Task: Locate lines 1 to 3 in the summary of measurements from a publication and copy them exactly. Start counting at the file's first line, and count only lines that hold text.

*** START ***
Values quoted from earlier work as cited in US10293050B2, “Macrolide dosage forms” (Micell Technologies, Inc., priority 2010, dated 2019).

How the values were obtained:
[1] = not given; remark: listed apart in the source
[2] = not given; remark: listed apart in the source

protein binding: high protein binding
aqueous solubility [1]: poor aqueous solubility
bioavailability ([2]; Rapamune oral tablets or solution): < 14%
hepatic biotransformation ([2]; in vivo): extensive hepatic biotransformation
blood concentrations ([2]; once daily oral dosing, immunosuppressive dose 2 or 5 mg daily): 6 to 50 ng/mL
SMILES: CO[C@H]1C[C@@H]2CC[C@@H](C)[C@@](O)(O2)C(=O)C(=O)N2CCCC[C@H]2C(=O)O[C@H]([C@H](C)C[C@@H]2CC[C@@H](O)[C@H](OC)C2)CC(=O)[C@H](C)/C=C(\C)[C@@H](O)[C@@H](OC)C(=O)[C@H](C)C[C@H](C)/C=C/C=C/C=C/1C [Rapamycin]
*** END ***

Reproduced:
Values quoted from earlier work as cited in US10293050B2, “Macrolide dosage forms” (Micell Technologies, Inc., priority 2010, dated 2019).

How the values were obtained:
[1] = not given; remark: listed apart in the source